Compiled by Remy Chevalier
Once every two or three months I spend time at my local University annex reading through the back issues of New Scientist, the popular science magazine from Britain. Because it is a weekly, at $180 a year subscription, itís a luxury the Environmental Library Fund hasnít been able to afford yet.
Since Iím now online and have replaced personal letters to hundreds of environmental activists around the world with emails, I can now take time out to write a short run down of what I felt was most interesting to planet savers. New Scientist has a website of course at but only a fraction of the information published in the magazine makes it on the web. So Iím giving you the date and page number of each piece so, if need be, you care to research the item further at one of your own public libraries.
Shot-Stopper; 3 October 1998; Page 14:
Cheap, fluffy blend of Kevlar and Spectra similar to felt could stop high-velocity rounds because of different unwoven structure says creator Howard Thomas of Auburn University in Alabama.
Green Streets; 3 October 1998; Page 15:
Mitsubishi has developed a paving slab called the Noxer for roads impregnated with titanium oxide which in sunlight converts oxides into nitric acid and washes away in the rain. They estimate 80% NOx gases are removed from the air. Trials have begun in Chiba and Osaka, Japan.
Thrashing The Planet; 3 October 1998, Page 12:
World Wide Fund study reports Norwegians are the most environmentally destructive people on Earth. Taiwan comes in second, then Chile, Singapore, Denmark, US and Kuwait. These results are based on exploitation impact on grain, marine fish, wood and freshwater. Norwayís 10 times world average fish consumption is blamed for their topping the list.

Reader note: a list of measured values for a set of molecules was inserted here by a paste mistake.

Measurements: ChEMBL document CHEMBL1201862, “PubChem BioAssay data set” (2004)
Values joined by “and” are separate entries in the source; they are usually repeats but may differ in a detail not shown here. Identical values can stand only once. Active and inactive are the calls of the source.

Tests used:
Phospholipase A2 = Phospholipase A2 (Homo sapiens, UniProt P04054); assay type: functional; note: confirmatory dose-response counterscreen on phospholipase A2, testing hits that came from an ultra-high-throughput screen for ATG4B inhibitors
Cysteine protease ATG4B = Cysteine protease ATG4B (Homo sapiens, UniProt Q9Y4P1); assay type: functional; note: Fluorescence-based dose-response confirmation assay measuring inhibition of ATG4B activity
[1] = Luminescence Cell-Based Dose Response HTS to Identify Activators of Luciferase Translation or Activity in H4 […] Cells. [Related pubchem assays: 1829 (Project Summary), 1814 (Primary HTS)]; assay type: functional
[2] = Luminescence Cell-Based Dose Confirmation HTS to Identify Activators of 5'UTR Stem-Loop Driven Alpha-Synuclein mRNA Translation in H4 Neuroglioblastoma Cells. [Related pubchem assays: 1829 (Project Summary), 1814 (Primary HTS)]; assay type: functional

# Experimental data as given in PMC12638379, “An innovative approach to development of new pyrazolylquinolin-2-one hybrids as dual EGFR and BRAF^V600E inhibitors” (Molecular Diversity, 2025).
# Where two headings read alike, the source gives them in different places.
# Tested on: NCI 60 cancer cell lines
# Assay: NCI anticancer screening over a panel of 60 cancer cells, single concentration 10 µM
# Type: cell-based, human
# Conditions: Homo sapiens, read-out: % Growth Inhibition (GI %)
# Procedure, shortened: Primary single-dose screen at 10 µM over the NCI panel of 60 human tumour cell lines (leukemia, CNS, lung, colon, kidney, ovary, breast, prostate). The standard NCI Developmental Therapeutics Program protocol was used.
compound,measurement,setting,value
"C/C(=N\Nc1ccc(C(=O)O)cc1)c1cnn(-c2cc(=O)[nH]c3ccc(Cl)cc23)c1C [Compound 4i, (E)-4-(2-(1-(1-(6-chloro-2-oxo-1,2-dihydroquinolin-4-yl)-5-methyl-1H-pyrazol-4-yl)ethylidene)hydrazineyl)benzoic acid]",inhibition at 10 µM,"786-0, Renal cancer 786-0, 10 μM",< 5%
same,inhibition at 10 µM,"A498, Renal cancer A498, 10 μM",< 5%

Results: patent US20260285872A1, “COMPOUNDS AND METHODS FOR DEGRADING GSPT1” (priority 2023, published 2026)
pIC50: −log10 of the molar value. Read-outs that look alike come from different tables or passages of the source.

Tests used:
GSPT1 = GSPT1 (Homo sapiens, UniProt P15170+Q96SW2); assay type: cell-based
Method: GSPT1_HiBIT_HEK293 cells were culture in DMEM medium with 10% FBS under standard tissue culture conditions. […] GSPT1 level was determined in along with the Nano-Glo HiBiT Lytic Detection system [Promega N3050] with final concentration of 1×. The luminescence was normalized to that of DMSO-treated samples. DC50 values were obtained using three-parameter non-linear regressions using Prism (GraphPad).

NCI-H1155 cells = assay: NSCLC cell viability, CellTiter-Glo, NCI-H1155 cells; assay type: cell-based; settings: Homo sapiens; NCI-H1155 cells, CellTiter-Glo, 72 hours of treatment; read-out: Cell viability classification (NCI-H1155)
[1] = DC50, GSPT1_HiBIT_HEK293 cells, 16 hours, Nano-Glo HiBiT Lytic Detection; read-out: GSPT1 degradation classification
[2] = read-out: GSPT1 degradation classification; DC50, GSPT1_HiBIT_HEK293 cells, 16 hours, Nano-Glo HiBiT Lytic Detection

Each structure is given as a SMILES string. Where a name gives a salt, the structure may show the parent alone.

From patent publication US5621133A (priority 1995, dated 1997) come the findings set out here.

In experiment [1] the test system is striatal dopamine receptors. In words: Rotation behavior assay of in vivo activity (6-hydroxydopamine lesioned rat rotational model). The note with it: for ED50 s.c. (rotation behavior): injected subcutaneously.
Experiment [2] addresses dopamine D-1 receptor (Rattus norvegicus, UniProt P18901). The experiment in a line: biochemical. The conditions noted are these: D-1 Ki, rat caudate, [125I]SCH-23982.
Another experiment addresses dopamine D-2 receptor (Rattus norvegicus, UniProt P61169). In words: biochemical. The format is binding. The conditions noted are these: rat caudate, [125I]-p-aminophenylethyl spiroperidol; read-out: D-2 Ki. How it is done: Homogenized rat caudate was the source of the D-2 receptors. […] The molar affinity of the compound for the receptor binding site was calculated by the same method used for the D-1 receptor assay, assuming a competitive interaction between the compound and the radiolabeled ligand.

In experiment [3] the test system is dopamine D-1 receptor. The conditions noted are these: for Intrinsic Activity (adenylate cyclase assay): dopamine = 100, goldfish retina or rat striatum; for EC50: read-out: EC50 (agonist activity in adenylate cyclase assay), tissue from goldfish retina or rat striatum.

Green Power; 3 October 1998; Page 21:
UK Prime Minister John Battle and the Non Fossil Fuel Obligation (NFFO) announced 261 projects aimed at generating 1177 megawatts of electricity from wind, water and waste.
Fusion Catches a Cold; 17 October 1998; Page 4:
US Congress fails to sign a three-year extension on the International Thermonuclear Experimental Reactor.
Stirred And Shaken; 14 November 1998; Page 4:
Kazunani Domen at Tokyo Institute of Technology reports powdered cuprous oxide catalyst could split water at room temperature. This reaction usually takes place at 3000 įC.
Wind-Powered Car; 21 November 1998; Page 11:
Hikoshichi Takahashi patented a wind-powered generator, which sits on top of a car. The device channels fast-moving air producing electricity at the expense of aerodynamic drag.
Battery Boost Makes Greener Car; 28 November 1998; Page 7:
Tripling car battery voltage could benefit environment. 12 volt can no longer handle todayís array of car gadgets. MIT consortium is working on new generation 36-volt battery. Program manager is Gary DesGroseilliers.
Closing In On Cancer; 16 January 1999; Page 9:
Work with Hall Effect Imaging (HEI) at Robarts Research Institute in London, Ontario in Canada has discovered breast tumors give a different electrical signal to healthy cells.
Transmutation Of Nuclear Waste; 16 January 1999; Page 31:
Three page article on potential and future of transmutation technologies. Two websites are suggested for further reading: and
Super Science; 16 January 1999; Page 47:
Book ad for Super Science by the author of Science of the X-Files
Sun Traps; 23 January 1999; Page38:
Four page article by Philip Ball, associate editor of Nature on designing photosynthesis mimic solar cells
The Heaviest Element Of Them All; 30 January 1999; Page 14:
Chemists in Russia and the US may have create element 114 by bombarding neutron-enriched isotope of plutonium with an isotope of calcium at the Joint Institute for Nuclear Research in Dubna, near Moscow.
Jam Packed; 30 January 1999; Page 7:
Bernardo Huberman of the Xerox Palo Alto Lab claims adding more cars on the road might help clear congestion by keeping speed constant.
Bamboo Battery; 13 February 1999; Page 13:
Sony is developing a lithium-ion battery with negative electrodes made from carbonized bamboo, which will almost double the storage capacity.
Dark Cloud Over Asia; 13 February 1999; Page 25:
Acid rain will devastate the ecology of Asia within 20 years unless China invests in air pollution controls.